How to Remove a Stuck Faucet Handle

Imagine going to your kitchen to wash your cheese nacho smelling hands just to find yourself facing the resistance of the worst kind. A stuck faucet handle that won’t budge. 

That too, after you’ve been watching in awe as the millionaire in the movie used the best touch on kitchen faucet in his kitchen. The frustration you’ll be going through could entice you to use force but that could be one of the worst approaches to this situation. So, you better stay calm and follow our step by step guide to get out of this sticky (read stuck-y) situation.

Reasons For The Problem

The handle could be stuck due to various reasons, two major being:

  • Corrosion, leading to the fusion of the mating parts 
  • Over time accumulation of minerals

Requirements for the Operation

Here are the things that you might need for freeing the stuck handle

  • Screwdrivers (Philips and slot variety)
  • Lubricating lube or penetrating oil
  • Vinegar or acetone
  • Wooden piece
  • A cloth
  • Faucet Handle Puller

If you’re lucky, you won’t even have to get anything other than the screwdrivers!

Process of Removing a Stuck Handle

Here is the step by step process that will help you to get rid of the problem once and for all

Unscrew the screws

To take off the faucet handle, locate the screws and remove them with a Philips screwdriver. If the screws don’t come off easily, use a lubricating lube or penetrating oil (WD-40 being the preferred one). This should loosen then up in a few minutes.

Remove the handle

Now that the screws are off, remove the handle by lifting it. If the handle is fixed, insert a few drops of lubricants in the space beneath the handle. If a lubricant doesn’t work, drench the faucet in vinegar and let it stay for 20-30 minutes for the vinegar to show its effect. Commercial chemicals like acetone can also be used.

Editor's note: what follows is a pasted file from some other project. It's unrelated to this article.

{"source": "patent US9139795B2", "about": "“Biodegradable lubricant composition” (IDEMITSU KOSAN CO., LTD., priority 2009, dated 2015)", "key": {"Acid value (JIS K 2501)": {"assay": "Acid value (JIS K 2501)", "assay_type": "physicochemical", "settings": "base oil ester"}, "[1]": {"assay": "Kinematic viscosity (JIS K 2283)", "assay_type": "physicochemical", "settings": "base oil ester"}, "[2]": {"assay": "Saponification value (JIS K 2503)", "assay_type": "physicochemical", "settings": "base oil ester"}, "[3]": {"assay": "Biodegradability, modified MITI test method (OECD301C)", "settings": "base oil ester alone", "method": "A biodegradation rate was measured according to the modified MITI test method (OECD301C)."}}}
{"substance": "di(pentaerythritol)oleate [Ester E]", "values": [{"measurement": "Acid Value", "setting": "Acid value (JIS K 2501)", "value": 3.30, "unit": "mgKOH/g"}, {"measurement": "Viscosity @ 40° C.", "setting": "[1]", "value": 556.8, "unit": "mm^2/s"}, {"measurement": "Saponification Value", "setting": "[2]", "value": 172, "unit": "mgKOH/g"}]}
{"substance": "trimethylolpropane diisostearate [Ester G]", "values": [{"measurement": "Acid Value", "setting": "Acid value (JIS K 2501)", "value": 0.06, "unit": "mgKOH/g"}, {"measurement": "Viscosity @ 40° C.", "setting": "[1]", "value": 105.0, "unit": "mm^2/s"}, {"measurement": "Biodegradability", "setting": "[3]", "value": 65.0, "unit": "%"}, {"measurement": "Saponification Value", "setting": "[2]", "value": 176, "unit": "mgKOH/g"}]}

If this doesn’t loosen it, time to bring the big guns!

  1. Use a hammer to put light pressure from various angles. This could break up the scales that are providing excess friction. Cover up the kitchen faucet with a cloth before you hit it to prevent any scratches or dents.
  2. Using a wooden piece as fulcrum, wedge a slot screwdriver under the handle and PIVOT!
  3. If the previous steps didn’t work, your frustration levels must be sky-high by now. The good part is that you are in no way alone in this. The problem is so common that a specific equipment  ‘Faucet Handle Puller’ was created just for the purpose. Buy that and it should remove your kitchen faucet for sure.


  • Handles aren’t usually built to be very sturdy, so be careful with your hammer blows.
  • Block the drain so that you don’t lose the screws by mistake 

Final Words

So, till the time you don’t trade up for a touch on or pot filler faucet, this should be your way to keep things turning!

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